Dottie Sandusky, the wife of former Penn State University assistant football coach Jerry Sandusky arrives for the sentencing of her husband at the Centre County Courthouse in Bellefonte, Pa., Tuesday, Oct. 9, 2012. Tuesday, Oct. 9, 2012. Sandusky was convicted of sexually abusing 10 boys in a scandal that rocked the university and brought down Hall of Fame coach Joe Paterno. (AP Photo/Gene J. Puskar)
BELLEFONTE, PA - DECEMBER 13: Former Penn State assistant football coach Jerry Sandusky arrives witrh his with his wife Dottie at Centre County Courthouse, on December 13, 2011 in Bellefonte, Pennsylvania. Sandusky, who was charged with sexual abuse involving 10 boys he met through the Second Mile nonprofit organization, will face his accusers during today's preliminary hearing. (Photo by Mark Wilson/Getty Images)
Pennsylvania Attorney General Kathleen Kane, left, along with Special Deputy Attorney Genera H. Geoffery Moulton Jr., talks about a report into the Jerry Sandusky child molestation investigation, during a news conference Monday, June 23, 2014, in Harrisburg, Pa. (AP Photo/Bradley C Bower)
Pennsylvania Attorney General Kathlen Kane, left and Pennsylvania State Police Commissioner Frank Noonan conduct a news conference at the Capitol announcing charges against a former state Senate leader and seven others in what they called a "pay to play" case involving the Pennsylvania Turnpike Thursday, March 13, 2013 in Harrisburg, Pa. (AP Photo/Bradley C Bower)
BELLEFONTE, PA - OCTOBER 09: Former Penn State assistant football coach Jerry Sandusky walks into the Centre County Courthouse before being sentenced in his child sex abuse case on October 9, 2012 in Bellefonte, Pennsylvania. Sandusky faces more than 350 years in prison for his conviction in June on 45 counts of child sexual abuse, including while he was the defensive coordinator for the Penn State college football team. (Photo by Patrick Smith/Getty Images)
BELLEFONTE, PA - JUNE 22: Former Penn State assistant football coach Jerry Sandusky leaves the Centre County Courthouse in handcuffs after a jury found him guilty in his sex abuse trial on June 22, 2012 in Bellefonte, Pennsylvania. The jury found Sandusky guilty on 45 of 48 counts in the sexual abuse trial of the former Penn State assistant football coach, who was charged with sexual abuse of 10 boys over a 15-year period. (Photo by Rob Carr/Getty Images)
This video framegrab provided by the courthouse pool via Commonwealth Media Services shows Jerry Sandusky describing his career and retirement from Penn State by video link from Greene State Prison in southwestern Pennsylvania, Tuesday, Jan. 7, 2014, as testimony began in a hearing into whether he can get back the retirement benefits he lost after being convicted of child molestation. (AP Photo/Commonwealth Media Services)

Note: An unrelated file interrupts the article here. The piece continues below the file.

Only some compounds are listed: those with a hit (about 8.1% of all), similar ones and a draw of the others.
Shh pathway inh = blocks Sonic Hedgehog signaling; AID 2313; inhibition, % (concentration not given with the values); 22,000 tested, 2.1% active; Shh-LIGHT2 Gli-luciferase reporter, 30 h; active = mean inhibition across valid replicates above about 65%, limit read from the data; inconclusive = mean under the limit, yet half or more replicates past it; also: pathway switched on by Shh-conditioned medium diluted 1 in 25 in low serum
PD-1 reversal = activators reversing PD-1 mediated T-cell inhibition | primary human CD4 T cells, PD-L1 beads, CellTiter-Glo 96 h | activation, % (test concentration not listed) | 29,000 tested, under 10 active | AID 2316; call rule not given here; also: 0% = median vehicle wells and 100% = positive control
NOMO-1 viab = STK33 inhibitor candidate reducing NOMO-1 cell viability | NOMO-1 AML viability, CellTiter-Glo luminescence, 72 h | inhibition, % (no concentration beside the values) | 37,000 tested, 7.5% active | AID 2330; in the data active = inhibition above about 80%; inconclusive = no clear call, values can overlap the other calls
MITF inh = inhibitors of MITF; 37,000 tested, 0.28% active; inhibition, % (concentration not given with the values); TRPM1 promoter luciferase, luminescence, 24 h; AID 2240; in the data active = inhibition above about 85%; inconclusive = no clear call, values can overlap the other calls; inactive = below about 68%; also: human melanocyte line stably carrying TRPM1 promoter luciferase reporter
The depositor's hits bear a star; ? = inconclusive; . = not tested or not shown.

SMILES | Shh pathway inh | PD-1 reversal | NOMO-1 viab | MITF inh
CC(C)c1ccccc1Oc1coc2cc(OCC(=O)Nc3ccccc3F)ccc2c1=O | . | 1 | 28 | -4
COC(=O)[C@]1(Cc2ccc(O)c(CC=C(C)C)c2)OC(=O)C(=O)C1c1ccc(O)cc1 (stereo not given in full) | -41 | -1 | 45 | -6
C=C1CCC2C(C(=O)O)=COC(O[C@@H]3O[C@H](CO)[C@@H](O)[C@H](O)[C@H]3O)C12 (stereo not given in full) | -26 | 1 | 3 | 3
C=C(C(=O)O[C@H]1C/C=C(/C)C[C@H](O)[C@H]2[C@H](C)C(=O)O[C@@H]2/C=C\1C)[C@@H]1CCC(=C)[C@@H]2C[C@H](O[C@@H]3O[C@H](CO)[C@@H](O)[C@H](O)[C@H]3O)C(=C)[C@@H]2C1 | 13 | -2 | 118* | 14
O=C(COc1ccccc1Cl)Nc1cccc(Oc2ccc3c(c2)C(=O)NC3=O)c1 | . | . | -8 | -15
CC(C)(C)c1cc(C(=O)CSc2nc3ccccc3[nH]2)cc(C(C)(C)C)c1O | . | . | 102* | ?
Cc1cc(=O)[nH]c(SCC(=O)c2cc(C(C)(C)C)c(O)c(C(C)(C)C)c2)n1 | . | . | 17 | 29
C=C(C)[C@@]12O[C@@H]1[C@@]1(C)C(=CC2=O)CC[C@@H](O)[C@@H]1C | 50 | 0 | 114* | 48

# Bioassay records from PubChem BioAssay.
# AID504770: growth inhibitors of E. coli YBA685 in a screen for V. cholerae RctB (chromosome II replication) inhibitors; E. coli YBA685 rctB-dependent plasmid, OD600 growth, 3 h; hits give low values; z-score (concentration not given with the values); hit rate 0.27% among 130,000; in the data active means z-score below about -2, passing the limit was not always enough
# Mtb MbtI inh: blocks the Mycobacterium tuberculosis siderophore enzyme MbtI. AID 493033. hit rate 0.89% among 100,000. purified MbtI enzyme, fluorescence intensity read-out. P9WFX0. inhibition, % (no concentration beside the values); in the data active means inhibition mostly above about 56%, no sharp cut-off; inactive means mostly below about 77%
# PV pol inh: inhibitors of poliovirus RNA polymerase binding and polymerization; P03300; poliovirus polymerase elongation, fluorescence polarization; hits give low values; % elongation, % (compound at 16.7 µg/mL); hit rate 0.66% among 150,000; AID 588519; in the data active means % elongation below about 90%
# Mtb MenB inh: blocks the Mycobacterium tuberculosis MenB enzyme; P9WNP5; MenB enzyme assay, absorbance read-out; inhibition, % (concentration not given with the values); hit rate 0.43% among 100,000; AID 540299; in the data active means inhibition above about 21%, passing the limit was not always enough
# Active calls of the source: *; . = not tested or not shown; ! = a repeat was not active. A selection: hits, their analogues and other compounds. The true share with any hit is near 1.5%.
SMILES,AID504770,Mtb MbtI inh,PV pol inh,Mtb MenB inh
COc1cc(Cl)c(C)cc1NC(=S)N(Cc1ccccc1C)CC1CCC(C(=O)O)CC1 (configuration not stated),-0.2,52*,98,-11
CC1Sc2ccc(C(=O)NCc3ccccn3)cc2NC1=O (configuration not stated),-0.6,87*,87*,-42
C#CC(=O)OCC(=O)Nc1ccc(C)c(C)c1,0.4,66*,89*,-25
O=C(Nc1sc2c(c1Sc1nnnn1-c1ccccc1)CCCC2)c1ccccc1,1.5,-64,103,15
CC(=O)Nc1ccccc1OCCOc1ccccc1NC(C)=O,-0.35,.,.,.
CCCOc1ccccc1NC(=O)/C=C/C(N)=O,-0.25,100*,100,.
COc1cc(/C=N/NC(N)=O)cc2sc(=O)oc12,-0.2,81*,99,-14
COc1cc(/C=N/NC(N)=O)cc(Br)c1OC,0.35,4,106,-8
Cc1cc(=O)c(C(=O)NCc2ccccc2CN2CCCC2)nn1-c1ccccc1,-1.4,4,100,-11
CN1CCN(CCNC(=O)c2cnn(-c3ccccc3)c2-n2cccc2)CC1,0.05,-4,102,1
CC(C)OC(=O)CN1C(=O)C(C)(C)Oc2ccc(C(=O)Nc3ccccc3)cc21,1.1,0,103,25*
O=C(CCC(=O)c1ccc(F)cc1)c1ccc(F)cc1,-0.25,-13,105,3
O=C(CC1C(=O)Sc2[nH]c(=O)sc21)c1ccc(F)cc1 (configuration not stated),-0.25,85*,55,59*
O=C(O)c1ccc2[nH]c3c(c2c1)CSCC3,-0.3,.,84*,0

Jerry Sandusky arrives for his hearing at the Centre County Courthouse in Bellefonte, Pennsylvania, on Thursday, January 10, 2013. (Michael Kubel/Allentown Morning Call/MCT via Getty Images)
Dottie Sandusky, the wife of Jerry Sandusky arrives at the Centre County Courthouse in Bellefonte, Pennsylvania, for a hearing for her husband on Thursday, January 10, 2013. (Nabil K. Mark/Centre Daily Times/MCT via Getty Images)
Former Penn State assistant football coach Mike McQueary exits the Dauphin County Courthouse, Monday, July 29, 2013, in Harrisburg, Pa. McQueary testified Monday as a star witness in a hearing for three former Penn State officials accused in a cover-up in the Jerry Sandusky child sex abuse scandal. (AP Photo/Matt Rourke)
FILE - In this Aug. 6, 1999, file photo, Penn State head football coach Joe Paterno, right, poses with his defensive coordinator Jerry Sandusky during Penn State Media Day at State College, Pa. An amended complaint by the family and estate of Joe Paterno and others was filed Wednesday, Feb. 5, 2014, in county court near State College that added Penn State as a "nominal defendant" in a lawsuit against the NCAA over the university's penalties for the Jerry Sandusky child molestation scandal. (AP Photo/Paul Vathis, File)
FILE - In this July 12, 2012 file photo, former FBI director Louis Freeh speaks about the Freeh Report during a news conference, in Philadelphia. Penn State has released a document detailing its agreement with former FBI director Louis Freeh to investigate the Jerry Sandusky child sex abuse scandal, a review that cost the school about $8.1 million. (AP Photo/Matt Rourke, File)